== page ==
Like their co-religionists across the border in Pennsylvania, Catholics in Ohio have flipped from opposing Barack Obama four years ago to supporting him today. According to the latest poll by the Columbus Dispatch, they now back him over Mitt Romney by four percentage points, 49-45. In 2008, they ended up favoring John McCain by five points.
That's a telling switch, because Ohio Catholics have a distinctly conservative streak. They are less likely to be unionized than Catholics in Michigan (who preferred Obama over McCain 52-46), and a disproportionately large number trace their ethnic origins to Germany. On social issues, German Catholics skew to the right.
So once again we need to conjure with the ineffectuality of the Catholic bishops' campaign to paint the Obama administration as an enemy of religion in general and Catholicism in particular, in the wake of its notorious mandate that health insurance under the Affordable Care Act provide free contraceptive services for women.
In that regard, it's worth taking a look at the decision handed down last Friday by U.S. District Judge Carole Jackson in the Eastern District of Missouri. The plaintiffs, a private employer and his company, contended (among other things) that the mandate constitutes a "substantial burden" on their religious free exercise under the terms of the 1993 Religious Freedom Restoration Act (RFRA). The judge was not impressed.
The burden of which plaintiffs complain is that funds, which plaintiffs will contribute to a group health plan, might, after a series of independent decisions by health care providers and patients covered by OIH’s plan, subsidize someone else’s participation in an activity that is condemned by plaintiffs’ religion. This Court rejects the proposition that requiring indirect financial support of a practice, from which plaintiff himself abstains according to his religious principles, constitutes a substantial burden on plaintiff’s religious exercise.
RFRA is a shield, not a sword. It protects individuals from substantial burdens on religious exercise that occur when the government coerces action one’s religion forbids, or forbids action one’s religion requires; it is not a means to force one’s religious practices upon others. RFRA does not protect against the slight burden on religious exercise that arises when one’s money circuitously flows to support the conduct of other free-exercise-wielding individuals who hold religious beliefs that differ from one’s own.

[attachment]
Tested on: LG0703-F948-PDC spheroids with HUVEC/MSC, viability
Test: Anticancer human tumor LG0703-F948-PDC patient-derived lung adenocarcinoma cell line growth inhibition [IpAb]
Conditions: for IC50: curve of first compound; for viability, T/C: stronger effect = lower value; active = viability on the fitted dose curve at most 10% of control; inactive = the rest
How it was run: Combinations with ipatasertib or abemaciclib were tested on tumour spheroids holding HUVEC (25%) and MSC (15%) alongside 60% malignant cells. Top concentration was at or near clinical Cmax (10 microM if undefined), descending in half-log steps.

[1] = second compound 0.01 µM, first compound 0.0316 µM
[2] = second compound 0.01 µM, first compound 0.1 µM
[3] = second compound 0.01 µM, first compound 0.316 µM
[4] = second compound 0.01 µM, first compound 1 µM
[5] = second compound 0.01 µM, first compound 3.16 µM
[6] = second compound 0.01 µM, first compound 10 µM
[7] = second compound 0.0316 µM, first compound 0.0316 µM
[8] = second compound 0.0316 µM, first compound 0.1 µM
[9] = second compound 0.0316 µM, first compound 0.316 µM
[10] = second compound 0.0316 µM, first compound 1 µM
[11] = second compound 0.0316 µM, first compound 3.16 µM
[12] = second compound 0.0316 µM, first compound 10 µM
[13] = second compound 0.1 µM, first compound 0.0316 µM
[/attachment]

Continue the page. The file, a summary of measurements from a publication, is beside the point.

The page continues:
A host of lawsuits have been filed against the mandate, and it is not unlikely that there will be decisions that go the other way. Very possibly, the Supreme Court will take the case, and in the process determine whether organizations are "persons" for purposes of the free exercise of religion in the same way that, thanks to Citizens United, they are persons for purposes of free speech.
But what Judge Jackson--a George H. W. Bush appointee, by the way--has done is nicely set out why ordinary Catholics have not been moved by their bishops' cries of alarm about the contraception mandate. Like other Americans, they understand religious liberty as fundamentally a right belonging to individuals, not organizations.
If a church is prevented by law from providing its members with the religious services they need, then Americans will understand it as an attack on religious liberty. But if the members remain free to exercise their religious rights according to the dictates of their consciences (or their religious authorities), then the threat to religious liberty represented by something like the contraception mandate seems, as the judge put it, "at most a de minimis burden on religious practice."
It's not only RFRA that's a shield, not a sword. The Free Exercise Clause is too.